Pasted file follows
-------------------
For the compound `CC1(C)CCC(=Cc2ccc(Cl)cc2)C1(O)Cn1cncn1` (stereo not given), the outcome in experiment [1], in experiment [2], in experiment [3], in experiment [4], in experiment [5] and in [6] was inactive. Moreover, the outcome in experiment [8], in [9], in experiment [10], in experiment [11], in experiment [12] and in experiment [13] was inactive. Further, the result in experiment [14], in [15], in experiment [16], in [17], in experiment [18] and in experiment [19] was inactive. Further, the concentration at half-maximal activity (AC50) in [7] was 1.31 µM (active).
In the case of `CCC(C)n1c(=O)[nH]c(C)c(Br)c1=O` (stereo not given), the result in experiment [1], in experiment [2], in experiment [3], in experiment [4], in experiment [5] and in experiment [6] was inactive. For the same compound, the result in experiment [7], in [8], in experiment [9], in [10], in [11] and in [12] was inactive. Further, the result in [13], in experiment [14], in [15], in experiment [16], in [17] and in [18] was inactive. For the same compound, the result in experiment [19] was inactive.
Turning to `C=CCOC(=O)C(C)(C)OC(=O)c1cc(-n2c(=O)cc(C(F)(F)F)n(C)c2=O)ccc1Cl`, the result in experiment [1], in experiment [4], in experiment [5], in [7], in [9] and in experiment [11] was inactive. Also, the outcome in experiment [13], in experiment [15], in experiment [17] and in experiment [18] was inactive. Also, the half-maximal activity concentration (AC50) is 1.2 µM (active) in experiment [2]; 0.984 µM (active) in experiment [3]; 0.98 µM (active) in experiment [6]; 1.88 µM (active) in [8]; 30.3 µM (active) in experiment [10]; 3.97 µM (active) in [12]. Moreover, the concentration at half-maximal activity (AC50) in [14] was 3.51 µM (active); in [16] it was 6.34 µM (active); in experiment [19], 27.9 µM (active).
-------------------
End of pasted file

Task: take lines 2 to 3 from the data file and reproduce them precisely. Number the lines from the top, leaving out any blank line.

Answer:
In the case of `CCC(C)n1c(=O)[nH]c(C)c(Br)c1=O` (stereo not given), the result in experiment [1], in experiment [2], in experiment [3], in experiment [4], in experiment [5] and in experiment [6] was inactive. For the same compound, the result in experiment [7], in [8], in experiment [9], in [10], in [11] and in [12] was inactive. Further, the result in [13], in experiment [14], in [15], in experiment [16], in [17] and in [18] was inactive. For the same compound, the result in experiment [19] was inactive.
Turning to `C=CCOC(=O)C(C)(C)OC(=O)c1cc(-n2c(=O)cc(C(F)(F)F)n(C)c2=O)ccc1Cl`, the result in experiment [1], in experiment [4], in experiment [5], in [7], in [9] and in experiment [11] was inactive. Also, the outcome in experiment [13], in experiment [15], in experiment [17] and in experiment [18] was inactive. Also, the half-maximal activity concentration (AC50) is 1.2 µM (active) in experiment [2]; 0.984 µM (active) in experiment [3]; 0.98 µM (active) in experiment [6]; 1.88 µM (active) in [8]; 30.3 µM (active) in experiment [10]; 3.97 µM (active) in [12]. Moreover, the concentration at half-maximal activity (AC50) in [14] was 3.51 µM (active); in [16] it was 6.34 µM (active); in experiment [19], 27.9 µM (active).